.


2.

Java applet i
s a separate program stored on a Web server and downloaded onto a user’s
com
puter along with HTML code.
Note that Java applets can

be hostile programs
.



3.

A sandbox i
s a defense against a hostile Java applet. It
s
urrounds
a
program and keeps it
away from private data and other resources on a local computer
.


4.

T
wo types of Java apple
ts:

a.

Unsigned Java applet: program that does not come from a trusted source



b.

Signed Java applet: has information proving the program is from a trusted
source and has not been altered



ActiveX


1.

ActiveX i
s a set of technologies developed by Microsoft. Activ
eX is
n
ot a programming
language but a set of rules for how applications should share information
.


Security+ Guide to Network Security Fundamentals
,

Thir
d Edition

3
-
4


2.

ActiveX controls,

a
lso called add
-
ons or ActiveX applications
, are

a

speci
fic way of
implementing ActiveX.


3.

A
n ActiveX control can perform many of the same
functions of a Java applet, but do
es

not run in a sandbox. It also
h
a
s

full access to
the
Windows operating system
.


4.

ActiveX poses a number of security concerns
.


5.

N
early all ActiveX control security mechanisms are set in Internet Explorer. ActiveX
controls

do not rely exclusively on Internet Explorer,

b
ut can be installed and executed
independently
.


6.

T
he defense against ActiveX is to disable it within the Web browser
.


Cross Site Scripting (XSS)


1.

Cross Site Scripting (XSS) i
s an attack in which malicious co
de is inserted into a
specific type of dynamic Web page. It typically involves using client
-
side scripts
written in JavaScript

d
esigned to extract information from the victim and then pass
es

the information to the attacker
.


2.

XSS attacks are t
argeted to Web

sites that dynamically generate Web pages that
redisplay (echo) user input that has not been properly validated
.


3.

D
efenses against XSS involve both Web

masters of legitimate sites as well as users.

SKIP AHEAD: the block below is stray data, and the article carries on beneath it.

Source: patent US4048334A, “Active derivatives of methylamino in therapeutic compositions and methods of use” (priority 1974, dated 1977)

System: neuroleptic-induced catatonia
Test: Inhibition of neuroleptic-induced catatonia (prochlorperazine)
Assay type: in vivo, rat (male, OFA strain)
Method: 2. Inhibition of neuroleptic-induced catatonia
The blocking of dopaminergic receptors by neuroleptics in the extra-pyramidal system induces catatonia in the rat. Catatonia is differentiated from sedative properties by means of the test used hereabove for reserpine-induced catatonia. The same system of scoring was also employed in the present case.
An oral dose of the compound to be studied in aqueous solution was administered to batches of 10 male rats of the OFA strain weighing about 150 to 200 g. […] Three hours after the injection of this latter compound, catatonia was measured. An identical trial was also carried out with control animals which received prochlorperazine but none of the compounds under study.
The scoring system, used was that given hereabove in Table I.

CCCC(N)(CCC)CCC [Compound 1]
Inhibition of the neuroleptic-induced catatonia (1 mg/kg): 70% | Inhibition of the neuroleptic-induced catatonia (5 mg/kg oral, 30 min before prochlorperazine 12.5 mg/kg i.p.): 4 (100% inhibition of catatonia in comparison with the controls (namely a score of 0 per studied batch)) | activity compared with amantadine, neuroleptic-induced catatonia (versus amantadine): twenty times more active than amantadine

Webmasters should check that all user input is validated
and that attackers do not have
the ability to inject code.

They also should be sure that all Web services and database
software is patched to prevent XSS
.
Users should never click on embedded links in e
-
mails
.



Hardening Web Servers


1.

B
ecause of their open

exposure, Web servers are prime targets for attackers
.


2.

S
QL (structured query language) i
s a language used to view and manipulate data that is
stored in a relational database.


3.

A
n SQL injection attack hinges on an attacker being able to enter an SQL datab
ase
query into a dynamic Web page.


4.

S
ome of the variations to the SQL injection attack, including

the following
:

a.

Deleting data from the database

b.

Accessing the host operating system through function calls

c.

Retrieving a list of all usernames and passwords




Security+ Guide to Network Security Fundamentals
,

Thir
d Edition

3
-
5


Protecting Systems from Communications
-
Based Attacks


1.

C
ommunications protocols and applications can also be vectors for attacks.

Some of the
most common communications
-
based attacks are
:

a.

SMTP open relays

b.

Instant messaging

c.

Peer
-
to
-
peer networks


SMTP Open R
elays


1.

E
-
mail systems use two Transmission Control Protocol/Internet Protocol (TCP/IP)
protocols to send and receive messages. The Simple Mail Transfer Protocol (SMTP)
handles outgoing mail, while the Post Office Protocol (POP, more commonly known as
POP3
for the current version) is responsible for incoming mail
.


2.

IMAP (Internet Mail Access Protocol) as a more advanced protocol that solves many e
-
mail problems. With IMAP, an e
-
mail remains on the e
-
mail server. Also, mail can be
organized into folders and r
ead from any computer.

Current version is IMAP4
.


3.

SMTP servers can forward e
-
mail sent from an e
-
mail client to a remote domain
. This is
known as SMTP relay.
If SMTP relay is not controlled, an attacker can use it to forward
thousands of spam e
-
mail messag
es
. Uncontrolled SMTP relay is known as SMTP open
relay.


4.

D
efenses against SMTP open relay are to turn off mail relay altogether

So that all users
send and receive e
-
mail from the local SMTP server only or limit relays to only local
users.



Instant Messag
ing


1.

Instant messaging (IM) i
s real
-
time communication between two or more users. IM

c
an
also be used to chat between several users simultaneously, to send and receive files, and
to receive real
-
time stock quotes and news.


2.

B
asic IM has several security vu
lnerabilities. IM provides a direct connection
to the
user’s computer;

attackers can use this connection to spread viruses and worms.

IM is
not encrypted by default so attackers could view the content of messages.


3.

S
teps to secure IM, including

the followi
ng
:

a.

Keep the IM server within the organization’s firewall and only permit users to
send and receive messages with trusted internal workers

b.

Enable IM virus scanning

c.

Block all IM file transfers

d.

Encrypt messages


Peer
-
to
-
Peer (P2P) Networks


Security+ Guide to Network Security Fundamentals
,

Thir
d Edition